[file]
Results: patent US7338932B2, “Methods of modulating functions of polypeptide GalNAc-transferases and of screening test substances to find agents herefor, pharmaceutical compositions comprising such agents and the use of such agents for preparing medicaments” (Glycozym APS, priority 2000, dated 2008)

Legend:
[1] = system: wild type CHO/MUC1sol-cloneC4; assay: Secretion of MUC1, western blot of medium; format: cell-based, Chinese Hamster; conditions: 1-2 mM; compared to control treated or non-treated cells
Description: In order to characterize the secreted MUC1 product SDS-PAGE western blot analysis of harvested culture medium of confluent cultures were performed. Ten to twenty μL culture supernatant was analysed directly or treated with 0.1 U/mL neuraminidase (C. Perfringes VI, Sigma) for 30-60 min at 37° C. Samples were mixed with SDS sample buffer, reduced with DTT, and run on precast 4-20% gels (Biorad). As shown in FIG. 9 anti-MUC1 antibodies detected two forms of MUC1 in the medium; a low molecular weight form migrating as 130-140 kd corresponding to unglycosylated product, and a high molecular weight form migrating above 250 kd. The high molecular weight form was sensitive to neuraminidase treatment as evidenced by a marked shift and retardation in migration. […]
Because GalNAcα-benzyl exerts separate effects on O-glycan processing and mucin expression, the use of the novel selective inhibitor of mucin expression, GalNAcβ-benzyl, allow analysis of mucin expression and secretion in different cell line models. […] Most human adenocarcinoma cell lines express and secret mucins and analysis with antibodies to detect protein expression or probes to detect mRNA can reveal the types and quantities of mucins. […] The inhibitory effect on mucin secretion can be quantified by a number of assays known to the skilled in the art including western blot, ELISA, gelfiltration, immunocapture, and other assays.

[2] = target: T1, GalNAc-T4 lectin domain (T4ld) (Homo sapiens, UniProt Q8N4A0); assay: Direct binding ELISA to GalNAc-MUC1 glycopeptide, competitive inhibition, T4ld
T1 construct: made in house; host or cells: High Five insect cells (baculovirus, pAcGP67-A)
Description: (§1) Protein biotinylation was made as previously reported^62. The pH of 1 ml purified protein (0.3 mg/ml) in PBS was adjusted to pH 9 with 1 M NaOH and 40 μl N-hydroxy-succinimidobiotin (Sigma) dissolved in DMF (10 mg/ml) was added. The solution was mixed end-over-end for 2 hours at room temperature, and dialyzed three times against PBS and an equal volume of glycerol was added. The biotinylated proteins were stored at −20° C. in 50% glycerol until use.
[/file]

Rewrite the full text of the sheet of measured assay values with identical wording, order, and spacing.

Results: patent US7338932B2, “Methods of modulating functions of polypeptide GalNAc-transferases and of screening test substances to find agents herefor, pharmaceutical compositions comprising such agents and the use of such agents for preparing medicaments” (Glycozym APS, priority 2000, dated 2008)

Legend:
[1] = system: wild type CHO/MUC1sol-cloneC4; assay: Secretion of MUC1, western blot of medium; format: cell-based, Chinese Hamster; conditions: 1-2 mM; compared to control treated or non-treated cells
Description: In order to characterize the secreted MUC1 product SDS-PAGE western blot analysis of harvested culture medium of confluent cultures were performed. Ten to twenty μL culture supernatant was analysed directly or treated with 0.1 U/mL neuraminidase (C. Perfringes VI, Sigma) for 30-60 min at 37° C. Samples were mixed with SDS sample buffer, reduced with DTT, and run on precast 4-20% gels (Biorad). As shown in FIG. 9 anti-MUC1 antibodies detected two forms of MUC1 in the medium; a low molecular weight form migrating as 130-140 kd corresponding to unglycosylated product, and a high molecular weight form migrating above 250 kd. The high molecular weight form was sensitive to neuraminidase treatment as evidenced by a marked shift and retardation in migration. […]
Because GalNAcα-benzyl exerts separate effects on O-glycan processing and mucin expression, the use of the novel selective inhibitor of mucin expression, GalNAcβ-benzyl, allow analysis of mucin expression and secretion in different cell line models. […] Most human adenocarcinoma cell lines express and secret mucins and analysis with antibodies to detect protein expression or probes to detect mRNA can reveal the types and quantities of mucins. […] The inhibitory effect on mucin secretion can be quantified by a number of assays known to the skilled in the art including western blot, ELISA, gelfiltration, immunocapture, and other assays.

[2] = target: T1, GalNAc-T4 lectin domain (T4ld) (Homo sapiens, UniProt Q8N4A0); assay: Direct binding ELISA to GalNAc-MUC1 glycopeptide, competitive inhibition, T4ld
T1 construct: made in house; host or cells: High Five insect cells (baculovirus, pAcGP67-A)
Description: (§1) Protein biotinylation was made as previously reported^62. The pH of 1 ml purified protein (0.3 mg/ml) in PBS was adjusted to pH 9 with 1 M NaOH and 40 μl N-hydroxy-succinimidobiotin (Sigma) dissolved in DMF (10 mg/ml) was added. The solution was mixed end-over-end for 2 hours at room temperature, and dialyzed three times against PBS and an equal volume of glycerol was added. The biotinylated proteins were stored at −20° C. in 50% glycerol until use.